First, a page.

Extreme Ownership, by Jocko Willink and Leif Babin
If you go by the Business section of a Barnes & Noble store, no doubt you’ve seen Extreme Ownership on the shelf. Extreme Ownership is a leadership principle book written by two Navy Seal officers, and it pulls insights from their battles in Ramadi, Iraq and puts them into a leadership/business concept. The book was very useful to apply to scenarios I have faced.
The format of the content is the same in each chapter, which makes for an easier read, with each chapter starting within a scene from the battleground, followed by a short section titled “principle” and ending with a section titled, “application to business." As a comparison, this book was much better in layout and simpler in content than a similar book from a few years back by a military leader, entitled Team of Teams. If you are going to choose between the two, pick Extreme Ownership.
The content itself was insightful in part because the authors are military. Not just any military, but Navy Seals. There is something innately trustworthy for me with that level of training, and because of the honor and loyalty that comes with our armed servicemen and women. But it goes beyond this distinction. Ownership is good because of the concepts contained in the book. Each chapter is an illustrated message about a principle that works in life, and it is told both in an interesting and very applicable way. Here is a quote from the opening chapter entitled, Extreme Ownership:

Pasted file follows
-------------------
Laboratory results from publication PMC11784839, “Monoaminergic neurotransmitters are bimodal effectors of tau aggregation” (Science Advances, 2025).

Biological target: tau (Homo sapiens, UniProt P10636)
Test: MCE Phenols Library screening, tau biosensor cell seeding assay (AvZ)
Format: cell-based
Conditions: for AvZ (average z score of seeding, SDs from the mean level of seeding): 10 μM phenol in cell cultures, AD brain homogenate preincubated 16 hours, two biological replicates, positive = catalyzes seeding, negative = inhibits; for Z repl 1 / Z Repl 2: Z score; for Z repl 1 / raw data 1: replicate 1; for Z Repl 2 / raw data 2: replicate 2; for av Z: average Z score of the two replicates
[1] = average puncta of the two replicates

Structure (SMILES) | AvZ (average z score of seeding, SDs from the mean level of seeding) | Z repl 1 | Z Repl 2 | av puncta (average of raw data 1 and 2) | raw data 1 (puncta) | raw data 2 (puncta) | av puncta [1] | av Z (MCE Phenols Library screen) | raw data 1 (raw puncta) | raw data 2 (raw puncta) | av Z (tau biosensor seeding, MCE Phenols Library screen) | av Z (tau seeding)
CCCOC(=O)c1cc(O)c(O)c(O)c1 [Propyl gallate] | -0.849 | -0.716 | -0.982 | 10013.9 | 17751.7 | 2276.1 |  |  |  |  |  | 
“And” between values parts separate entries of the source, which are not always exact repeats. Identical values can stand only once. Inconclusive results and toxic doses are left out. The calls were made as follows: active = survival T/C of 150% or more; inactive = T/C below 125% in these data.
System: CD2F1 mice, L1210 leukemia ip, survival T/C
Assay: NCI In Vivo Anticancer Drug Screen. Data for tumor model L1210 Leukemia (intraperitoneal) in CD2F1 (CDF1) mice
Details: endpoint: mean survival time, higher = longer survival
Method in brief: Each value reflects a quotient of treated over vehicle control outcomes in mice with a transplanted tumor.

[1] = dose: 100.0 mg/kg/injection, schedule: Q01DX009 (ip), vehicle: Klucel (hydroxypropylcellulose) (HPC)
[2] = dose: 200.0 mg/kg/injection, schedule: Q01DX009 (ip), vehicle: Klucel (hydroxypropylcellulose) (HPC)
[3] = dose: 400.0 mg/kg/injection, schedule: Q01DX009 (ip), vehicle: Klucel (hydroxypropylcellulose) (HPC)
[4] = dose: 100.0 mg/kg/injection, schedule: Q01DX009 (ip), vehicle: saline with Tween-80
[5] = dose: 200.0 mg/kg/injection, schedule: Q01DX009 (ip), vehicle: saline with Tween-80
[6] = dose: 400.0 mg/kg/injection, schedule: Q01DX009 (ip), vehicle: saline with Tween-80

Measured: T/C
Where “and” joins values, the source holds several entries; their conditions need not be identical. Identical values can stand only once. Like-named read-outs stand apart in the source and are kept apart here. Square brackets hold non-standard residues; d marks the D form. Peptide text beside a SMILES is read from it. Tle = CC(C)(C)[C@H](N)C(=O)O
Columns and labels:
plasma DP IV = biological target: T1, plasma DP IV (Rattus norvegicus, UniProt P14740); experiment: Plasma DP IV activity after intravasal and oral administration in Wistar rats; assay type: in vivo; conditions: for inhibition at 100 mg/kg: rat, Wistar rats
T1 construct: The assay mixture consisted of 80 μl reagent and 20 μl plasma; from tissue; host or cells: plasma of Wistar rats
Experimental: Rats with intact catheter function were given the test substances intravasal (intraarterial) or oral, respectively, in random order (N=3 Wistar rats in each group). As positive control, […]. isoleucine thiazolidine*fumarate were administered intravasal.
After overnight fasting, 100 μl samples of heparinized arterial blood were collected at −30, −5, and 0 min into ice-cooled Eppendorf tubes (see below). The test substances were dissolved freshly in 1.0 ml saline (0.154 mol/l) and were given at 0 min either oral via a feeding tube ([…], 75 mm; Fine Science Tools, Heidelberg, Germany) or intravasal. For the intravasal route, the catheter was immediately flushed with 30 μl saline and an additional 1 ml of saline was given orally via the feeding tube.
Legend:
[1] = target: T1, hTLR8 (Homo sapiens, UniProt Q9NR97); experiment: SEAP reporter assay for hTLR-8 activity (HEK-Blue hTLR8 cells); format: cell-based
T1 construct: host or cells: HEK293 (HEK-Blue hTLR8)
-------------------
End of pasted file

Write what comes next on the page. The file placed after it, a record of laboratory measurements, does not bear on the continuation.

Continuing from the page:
And this is the backbone of the rest of the book. Leadership in any capacity is difficult, and as leaders we try to execute, communicate, drive growth and cause our team to win. When that doesn’t happen, and we have put in so much blood, sweat and tears, we instinctively look to blame a subordinate for the failures that have occurred. Willink & Babin would disagree, place the blame squarely on our shoulders for everything, and ask us to take Extreme Ownership for the teams we lead. This concept is lost in our world today, and to read about it is a breath of fresh air.
“No bad teams, only bad leaders” is the theme in chapter two, which is equally as challenging to the status quo mindset as the opener. It is followed by a chapter on “believe”, which is the concept of alignment with the vision of company you work for, and provides a great counterbalance to the opening chapters. If we can believe in the mission, we can accomplish it. Part two of the book covers Jocko Willink’s tactical standards he employed in the highly dangerous battle in Ramadi, which is 1) Cover and Move, 2) Simple, 3) Prioritize and Execute, and finally 4) Decentralized Command. Each of these is given a full chapter as well. In the last section of the book, the authors share several other thoughts about sustaining victory, which was very complimentary to the concepts found in the book Good to Great.
You will find some great material in this book, which I highly recommend for leaders. Be warned—It will be personally challenging, but isn’t all of leadership? This book was truly helpful in Learning To Lead.